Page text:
In Hostage, he puts his all into the character, and really does a great job of relating his character’s emotions to the audience. The viewer struggles with him as he tries to make the tough decisions that are thrust at him. He’s always had an easy camaraderie with the camera, gaining the viewer’s interest almost without seeming to, and that shines through again here.

The other characters seem to be rather less well-developed than Bruce’s Jeff is. Some of them are easily reduced to emotions: conflict/rage for one character, loyalty sums up another…sure, the viewer gets a little involved, but more because Bruce’s performance brings the characters to life more than the plot of Hostage does. Despite that, the other performers do a good job with what they’re given – it’s only unfortunate they aren’t given a little more to work with.

The plot of Hostage insinuates itself into the viewer’s head by posing an interesting question: are the lives of your family more important than the lives of others? Would you be willing to stand by and let someone die if you thought your family might die if you tried to interfere? Most would immediately side with their family, but would they be able to live with themselves if they just stood by and let something happen? It’s a tough call – and an immediate draw for the audience.

How will the script work out this situation? What do they consider to be the best choice? The viewer will just have to wait for the end to find out. And once they are hooked, Hostage digs it’s claws in deeper and doesn’t let go until the finale. It throws in a few twists and turns along the way that add to the suspense as the viewer waits to see how those surprises wrap up as well.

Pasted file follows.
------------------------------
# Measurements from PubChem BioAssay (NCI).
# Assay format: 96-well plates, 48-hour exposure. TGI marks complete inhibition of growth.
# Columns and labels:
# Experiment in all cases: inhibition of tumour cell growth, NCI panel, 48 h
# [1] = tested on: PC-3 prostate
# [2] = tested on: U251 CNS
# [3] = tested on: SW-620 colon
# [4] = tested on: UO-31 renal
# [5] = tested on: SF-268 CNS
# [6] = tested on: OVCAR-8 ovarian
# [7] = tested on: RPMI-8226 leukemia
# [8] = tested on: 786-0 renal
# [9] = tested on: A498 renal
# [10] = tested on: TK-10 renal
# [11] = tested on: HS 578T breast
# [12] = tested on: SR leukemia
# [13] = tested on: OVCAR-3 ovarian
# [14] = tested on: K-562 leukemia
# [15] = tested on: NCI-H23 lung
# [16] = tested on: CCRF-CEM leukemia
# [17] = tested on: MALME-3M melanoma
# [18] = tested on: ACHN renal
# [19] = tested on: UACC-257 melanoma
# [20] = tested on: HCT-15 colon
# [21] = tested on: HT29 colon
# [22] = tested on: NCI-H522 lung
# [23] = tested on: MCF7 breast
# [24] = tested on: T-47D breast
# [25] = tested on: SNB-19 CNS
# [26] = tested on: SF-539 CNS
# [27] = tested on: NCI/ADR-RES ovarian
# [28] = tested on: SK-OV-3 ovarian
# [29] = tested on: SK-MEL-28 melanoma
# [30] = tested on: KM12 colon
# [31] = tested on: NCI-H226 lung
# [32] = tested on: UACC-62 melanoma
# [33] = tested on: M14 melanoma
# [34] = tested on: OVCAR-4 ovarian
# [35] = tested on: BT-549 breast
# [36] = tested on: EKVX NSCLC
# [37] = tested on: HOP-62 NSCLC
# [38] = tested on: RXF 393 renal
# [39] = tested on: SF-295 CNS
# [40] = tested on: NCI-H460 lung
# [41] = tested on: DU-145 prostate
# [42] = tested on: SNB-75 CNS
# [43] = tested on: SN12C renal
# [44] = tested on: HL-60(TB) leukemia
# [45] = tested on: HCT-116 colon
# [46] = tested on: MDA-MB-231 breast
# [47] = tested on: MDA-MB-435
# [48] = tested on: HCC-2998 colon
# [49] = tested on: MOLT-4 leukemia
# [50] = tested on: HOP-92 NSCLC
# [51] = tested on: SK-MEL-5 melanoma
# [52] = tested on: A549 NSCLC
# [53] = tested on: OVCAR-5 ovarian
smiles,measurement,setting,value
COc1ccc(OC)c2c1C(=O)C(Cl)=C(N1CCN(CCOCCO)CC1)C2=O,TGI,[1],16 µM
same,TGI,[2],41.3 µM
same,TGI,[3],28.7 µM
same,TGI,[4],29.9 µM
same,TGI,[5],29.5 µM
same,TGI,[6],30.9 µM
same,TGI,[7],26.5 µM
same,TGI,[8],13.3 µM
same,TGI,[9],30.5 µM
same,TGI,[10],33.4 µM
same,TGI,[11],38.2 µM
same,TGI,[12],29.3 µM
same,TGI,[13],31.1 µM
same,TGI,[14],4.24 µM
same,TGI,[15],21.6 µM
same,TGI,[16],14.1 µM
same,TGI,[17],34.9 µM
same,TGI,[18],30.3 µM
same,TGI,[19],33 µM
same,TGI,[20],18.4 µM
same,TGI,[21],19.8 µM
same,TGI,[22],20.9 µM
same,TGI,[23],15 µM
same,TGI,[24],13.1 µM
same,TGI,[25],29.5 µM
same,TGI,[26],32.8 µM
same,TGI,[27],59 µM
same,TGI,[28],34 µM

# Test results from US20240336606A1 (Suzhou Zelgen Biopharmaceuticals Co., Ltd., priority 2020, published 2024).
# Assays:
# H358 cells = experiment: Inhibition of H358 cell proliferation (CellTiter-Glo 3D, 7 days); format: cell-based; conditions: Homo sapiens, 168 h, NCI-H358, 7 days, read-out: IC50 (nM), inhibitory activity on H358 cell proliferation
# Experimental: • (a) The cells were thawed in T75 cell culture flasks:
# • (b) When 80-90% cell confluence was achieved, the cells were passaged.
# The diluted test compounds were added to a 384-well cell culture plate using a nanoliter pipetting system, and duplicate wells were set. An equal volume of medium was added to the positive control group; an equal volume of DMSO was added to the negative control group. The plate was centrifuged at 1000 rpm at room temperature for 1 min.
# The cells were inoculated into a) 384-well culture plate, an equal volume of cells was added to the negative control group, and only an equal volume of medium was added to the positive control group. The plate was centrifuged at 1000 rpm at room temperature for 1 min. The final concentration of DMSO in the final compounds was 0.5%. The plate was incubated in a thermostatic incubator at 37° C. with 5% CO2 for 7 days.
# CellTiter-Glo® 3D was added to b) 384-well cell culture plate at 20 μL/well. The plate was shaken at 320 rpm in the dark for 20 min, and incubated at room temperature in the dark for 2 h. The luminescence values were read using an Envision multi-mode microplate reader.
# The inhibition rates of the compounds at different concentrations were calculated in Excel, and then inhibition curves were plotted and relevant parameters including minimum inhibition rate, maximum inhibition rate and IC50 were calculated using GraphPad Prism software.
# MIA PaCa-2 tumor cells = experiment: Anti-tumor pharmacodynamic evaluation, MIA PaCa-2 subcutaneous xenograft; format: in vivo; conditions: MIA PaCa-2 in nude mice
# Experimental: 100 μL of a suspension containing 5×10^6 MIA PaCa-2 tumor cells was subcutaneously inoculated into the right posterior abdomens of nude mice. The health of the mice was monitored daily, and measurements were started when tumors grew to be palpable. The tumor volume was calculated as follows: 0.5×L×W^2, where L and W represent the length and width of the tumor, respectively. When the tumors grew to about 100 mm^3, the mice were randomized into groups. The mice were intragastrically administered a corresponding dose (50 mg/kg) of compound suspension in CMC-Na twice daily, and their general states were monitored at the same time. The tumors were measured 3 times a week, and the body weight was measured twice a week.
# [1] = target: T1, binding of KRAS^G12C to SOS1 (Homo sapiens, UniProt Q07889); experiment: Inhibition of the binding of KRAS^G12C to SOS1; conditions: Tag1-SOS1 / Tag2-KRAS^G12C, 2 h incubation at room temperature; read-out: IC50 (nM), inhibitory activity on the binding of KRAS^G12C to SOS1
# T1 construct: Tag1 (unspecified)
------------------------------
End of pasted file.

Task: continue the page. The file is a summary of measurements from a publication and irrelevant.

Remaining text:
Unfortunately, as the film nears it’s climax, the action turns more video-game-ish, with the protagonist having to face down evil personified. It does keep the suspense high, but ruins a bit of the realistic quality to the film. In other words, Hostage becomes just another action flick by it’s conclusion – albeit one with a great buildup of suspense. They really could have done a lot more with the buildup they had created, but apparently the creative juices had run dry before the time came to wrap things up (here’s wondering whether the novel by Robert Crais ends in the same fashion – or if it is video-game director turned film director Florent Siri finally showing his roots).

Bruce Willis has picked a great character to play (although the hairy Bruce may want to remain under wraps in future films – c’mon, Bruce talking to a hostage-taker while combing his beard? Doesn’t work for me. Thankfully, that disappears after the first scene and ol’ chrome-dome makes a triumphant return). He almost single-handedly keeps Hostage from turning into just action for action’s sake. He gives this action flick a deeper connection to it’s audiences than most action flicks tend to aim for…and leaves the viewer better off because of it.

Rent or buy this suspenseful thriller today: the film, despite some cookie-cutter roles, will keep the viewer a willing Hostage right up to the end.